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United States: UN expert calls for consultations with indigenous peoples over private land sale in Black Hills, South Dakota

US / Indigenous peoples

22 August 2012

GENEVA (22 August 2012) – The United Nations Special Rapporteur on the rights of indigenous peoples, James Anaya, urged today the United States Government and the local and state authorities in South Dakota to address concerns expressed by the Lakota, Dakota and Nakota peoples about an impending private land sale in the Black Hills region of the central-northern state, that will affect a site of great spiritual significance them.

Mr. Anaya has received information about the auctioning of five tracts of land in the area of Reynolds Prairie, in South Dakota, scheduled for 25 August 2012, within which a site sacred to the Lakota, Dakota and Nakota peoples, Pe’ Sla, is located. These indigenous communities are concerned that the sale of this land will result in restrictions to their access and use of Pe’ Sla for ceremonial purposes. They are also concern that it may lead to a road development project that would diminish the cultural and spiritual integrity of their sacred site.

“I call on all concerned parties to engage in a process of consultation to find ways in which to resolve these concerns,” the Special Rapporteur said. “I believe such dialogue is necessary in order to help heal the historical injustices endured by the Lakota, Dakota and Nakota peoples and to allow them to maintain their cultures and traditional practices for future generations.”

“The views and concerns of the Lakota, Dakota and Nakota peoples need to be considered regarding any private or government activity that would affect their right to continue to maintain their traditional cultural and ceremonial practices associated with Pe’ Sla,” he stressed.

The site of Pe’ Sla is located within the Black Hills, which the Lakota, Dakota and Nakota peoples consider to be sacred. The United States signed the 1868 Treaty of Fort Laramie with these indigenous peoples which reserved their rights to the Black Hills. The discovery of gold in the area led to a Congressional Act in 1877 that passed ownership of the Black Hills to the United States. The Lakota, Dakota and Nakota peoples have since then sought to recover the Black Hills.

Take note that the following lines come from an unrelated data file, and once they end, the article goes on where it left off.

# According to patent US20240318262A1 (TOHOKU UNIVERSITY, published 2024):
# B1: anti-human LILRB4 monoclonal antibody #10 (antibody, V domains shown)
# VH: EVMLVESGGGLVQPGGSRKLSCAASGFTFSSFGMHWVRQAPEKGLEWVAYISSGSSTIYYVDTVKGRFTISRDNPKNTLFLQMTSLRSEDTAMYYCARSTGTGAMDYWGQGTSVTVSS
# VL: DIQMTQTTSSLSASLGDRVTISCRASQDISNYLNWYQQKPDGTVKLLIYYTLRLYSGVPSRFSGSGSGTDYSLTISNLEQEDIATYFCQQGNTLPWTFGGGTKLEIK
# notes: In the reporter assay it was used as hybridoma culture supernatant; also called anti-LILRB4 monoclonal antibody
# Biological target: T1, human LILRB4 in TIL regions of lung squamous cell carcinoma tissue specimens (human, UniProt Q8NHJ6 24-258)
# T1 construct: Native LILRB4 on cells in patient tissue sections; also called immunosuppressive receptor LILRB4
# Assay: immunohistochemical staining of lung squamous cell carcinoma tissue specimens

The issue of the Black Hills in South Dakota is representative of the problems brought to the attention of the Special Rapporteur during his official visit* to the United States (23 April to 4 May 2012) concerning the efforts of indigenous peoples to protect culturally and spiritually significant areas that are no longer under their exclusive ownership or control.

The Special Rapporteur will present to the UN Human Rights Council his official report on his country visit to the United States in the upcoming weeks.

The UN Human Rights Council appointed S. James Anaya as Special Rapporteur on the rights of indigenous peoples in March 2008. Mr. Anaya is a Regents Professor and the James J. Lenoir Professor of Human Rights Law and Policy at the University of Arizona (United States). As Special Rapporteur, he is independent from any government or organization and serves in his individual capacity. Learn more, log on to:

(*) Check the Special Rapporteur’s preliminary observations and recommendations:

See the UN Declaration on the Rights of Indigenous Peoples:

UN Human Rights Country Page – United States of America:

For more information and media inquiries, please contact Maia Campbell (+ 41 22 917 9314 / [email protected]) or write to [email protected].

For media inquiries related to other UN independent experts:
Xabier Celaya, OHCHR Media Unit (+ 41 22 917 9383 / [email protected])

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